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Another good day today: I attended the keynotes and found them quite interesting.
I especially liked the way Twitter uses MySQL to build up a NoSQL solution. Jokes aside, I took a few notes on things I must analyze and dig in.
The introduction of the Paypal models seemed very interesting, which brought me to attend the presentation later on. It was well constructed and had some good theoretical work, but I was quite disappointed. I found the presentation incomplete and missing real numbers for the MySQL Cluster NDB setup.
I attended the presentation done by Ronald B. It was good — nothing really advanced, but it was on purpose. He was very informative and explanatory for a junior MySQL DBA, and I enjoyed his presentation for the logical approach and construction.
Ronald also highlighted that it was the content of less then a chapter of one of his books and was done on purpose to[Read more...]
I attend five sessions today, and I think that some of them were very interesting, like the one on the Optimizer insight. It was quite informative and accurate.
Now given the review analysis of the schema is still not present in the installer, I think that we missed a very important piece of information. When I raised the issue, Bernd mentioned that they were thinking of integrating that as well. It’s a good move, and I hope to see it soon. About the
I’m excited to be here not only to catch up with old friends and ex-colleagues, but also to witness what seems to be the start of a very significant conference from MySQL.
I really enjoyed the introductions done by Edward Screven and Thomas Ulin. Edward highlighted the fact that MySQL is increasing its presence in the market and in the community. This could be thanks to the unbelievable effort done by Oracle in keeping its production cycle on target. Thomas stressed that point and gave a great description of it. He demonstrated Oracle’s main focus points, which are mainly on InnoDB, with implementation and enhancement of the internal contentions, then on Optimizer improvements and NoSQL integration.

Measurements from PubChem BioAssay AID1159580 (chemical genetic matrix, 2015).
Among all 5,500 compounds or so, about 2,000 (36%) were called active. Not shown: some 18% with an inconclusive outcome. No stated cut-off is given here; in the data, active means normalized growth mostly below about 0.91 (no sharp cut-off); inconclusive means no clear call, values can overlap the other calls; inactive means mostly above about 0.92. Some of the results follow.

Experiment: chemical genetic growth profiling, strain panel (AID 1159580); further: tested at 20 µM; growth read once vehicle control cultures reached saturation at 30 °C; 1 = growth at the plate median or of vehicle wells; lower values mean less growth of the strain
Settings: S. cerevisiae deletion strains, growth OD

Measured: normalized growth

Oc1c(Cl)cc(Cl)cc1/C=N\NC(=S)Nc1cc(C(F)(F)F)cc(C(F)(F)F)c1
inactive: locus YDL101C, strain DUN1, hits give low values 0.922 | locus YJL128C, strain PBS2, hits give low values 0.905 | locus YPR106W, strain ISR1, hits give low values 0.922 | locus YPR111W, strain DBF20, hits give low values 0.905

Replication remains a pending issue from my side because if we have the global transaction ID, we still suffer from delay in replication given that parallel[Read more...]
In honor of our fifteenth anniversary, I have assembled a few nostalgic items from our earliest years in business.
On September 7, 1997 I went to the Ottawa U public library to come up with some names for the company Steve Pickard and I wanted to found the next morning. The goal was to choose the company name, register the dot-com, and then go incorporate it. I really felt that I lucked out when I discovered the word Pythian, which means “about the Pythia“. The Pythia was the Oracle of Delphi in ancient Greece. (Remember that we launched as an Oracle ecosystem services company, and our other practices came afterwards with MySQL launching in 2002 and SQL Server launching in 2005).
I was also delighted that the Pythian Games were also[Read more...]
Fahd states that “Oracle Exadata Database Machine” has most changed his life – changing the game, and setting very high standards of performance, support, scalability, reliability and unification.
Shout out to Fahd from your peers at Pythian!
I guess there might be just a little truth to Pythian’s growing reputation as an “Oracle ACE Factory” ;), as recently mentioned by Justin Kestelyn in the May 11, 2011 OPN PartnerCast:[Read more...]
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